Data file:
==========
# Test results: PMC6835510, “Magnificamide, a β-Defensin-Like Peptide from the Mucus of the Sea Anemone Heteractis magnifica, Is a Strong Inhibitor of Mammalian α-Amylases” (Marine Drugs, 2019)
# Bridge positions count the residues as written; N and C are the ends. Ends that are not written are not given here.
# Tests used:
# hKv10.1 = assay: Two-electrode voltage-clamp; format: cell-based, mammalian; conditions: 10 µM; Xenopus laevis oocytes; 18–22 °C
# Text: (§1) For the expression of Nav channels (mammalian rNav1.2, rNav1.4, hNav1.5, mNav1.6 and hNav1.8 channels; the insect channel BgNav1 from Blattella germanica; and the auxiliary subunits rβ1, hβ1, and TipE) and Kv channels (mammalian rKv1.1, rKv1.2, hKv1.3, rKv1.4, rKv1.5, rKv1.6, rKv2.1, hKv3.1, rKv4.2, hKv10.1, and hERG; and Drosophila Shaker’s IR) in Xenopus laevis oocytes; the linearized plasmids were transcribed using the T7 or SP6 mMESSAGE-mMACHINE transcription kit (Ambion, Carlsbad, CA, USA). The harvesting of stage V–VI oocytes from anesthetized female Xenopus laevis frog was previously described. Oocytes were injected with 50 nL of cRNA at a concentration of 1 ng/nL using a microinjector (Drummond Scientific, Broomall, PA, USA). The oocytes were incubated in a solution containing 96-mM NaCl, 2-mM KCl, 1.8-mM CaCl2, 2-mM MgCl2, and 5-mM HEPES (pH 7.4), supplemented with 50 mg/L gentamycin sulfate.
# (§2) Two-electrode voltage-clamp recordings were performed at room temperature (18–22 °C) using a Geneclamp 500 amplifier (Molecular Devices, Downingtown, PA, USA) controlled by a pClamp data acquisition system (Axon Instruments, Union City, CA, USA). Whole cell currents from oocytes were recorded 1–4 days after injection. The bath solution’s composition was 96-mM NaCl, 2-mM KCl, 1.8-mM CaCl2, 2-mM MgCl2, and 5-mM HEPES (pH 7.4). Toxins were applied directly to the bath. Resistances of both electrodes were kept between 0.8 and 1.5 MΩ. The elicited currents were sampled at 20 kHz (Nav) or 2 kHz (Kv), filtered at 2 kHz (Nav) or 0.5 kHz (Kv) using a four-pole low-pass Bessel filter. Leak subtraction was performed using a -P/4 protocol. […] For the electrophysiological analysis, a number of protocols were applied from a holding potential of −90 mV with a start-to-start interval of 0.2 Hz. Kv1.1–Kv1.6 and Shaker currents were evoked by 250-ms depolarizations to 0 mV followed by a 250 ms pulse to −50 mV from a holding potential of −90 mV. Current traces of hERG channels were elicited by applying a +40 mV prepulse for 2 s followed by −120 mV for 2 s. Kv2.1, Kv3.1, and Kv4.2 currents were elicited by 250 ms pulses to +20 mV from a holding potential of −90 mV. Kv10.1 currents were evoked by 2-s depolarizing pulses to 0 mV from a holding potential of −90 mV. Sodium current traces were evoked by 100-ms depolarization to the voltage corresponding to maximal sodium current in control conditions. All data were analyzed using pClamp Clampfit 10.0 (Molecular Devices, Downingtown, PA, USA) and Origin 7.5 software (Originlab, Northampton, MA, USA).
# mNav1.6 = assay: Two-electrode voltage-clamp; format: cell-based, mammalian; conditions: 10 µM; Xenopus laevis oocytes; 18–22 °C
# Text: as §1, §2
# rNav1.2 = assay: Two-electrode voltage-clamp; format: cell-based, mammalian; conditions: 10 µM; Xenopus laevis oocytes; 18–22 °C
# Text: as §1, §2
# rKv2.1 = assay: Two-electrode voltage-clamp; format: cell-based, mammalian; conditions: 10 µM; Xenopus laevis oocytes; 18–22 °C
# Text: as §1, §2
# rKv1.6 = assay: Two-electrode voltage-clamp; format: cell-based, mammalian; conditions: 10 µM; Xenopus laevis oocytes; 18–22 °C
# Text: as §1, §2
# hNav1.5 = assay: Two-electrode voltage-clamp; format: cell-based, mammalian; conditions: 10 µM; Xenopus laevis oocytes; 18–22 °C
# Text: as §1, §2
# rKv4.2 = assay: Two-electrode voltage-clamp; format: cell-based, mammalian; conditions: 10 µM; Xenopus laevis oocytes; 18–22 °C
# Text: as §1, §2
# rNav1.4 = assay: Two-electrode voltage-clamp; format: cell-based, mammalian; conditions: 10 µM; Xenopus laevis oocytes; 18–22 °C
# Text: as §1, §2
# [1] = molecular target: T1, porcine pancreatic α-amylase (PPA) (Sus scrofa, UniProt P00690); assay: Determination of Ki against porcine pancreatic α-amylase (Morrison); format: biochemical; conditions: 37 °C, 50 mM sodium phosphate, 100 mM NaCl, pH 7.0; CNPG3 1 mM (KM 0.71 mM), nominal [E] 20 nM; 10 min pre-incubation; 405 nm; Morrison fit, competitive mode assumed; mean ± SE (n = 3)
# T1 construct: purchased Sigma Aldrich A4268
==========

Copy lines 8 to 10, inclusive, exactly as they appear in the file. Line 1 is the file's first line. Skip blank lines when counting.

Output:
# Text: as §1, §2
# rNav1.2 = assay: Two-electrode voltage-clamp; format: cell-based, mammalian; conditions: 10 µM; Xenopus laevis oocytes; 18–22 °C
# Text: as §1, §2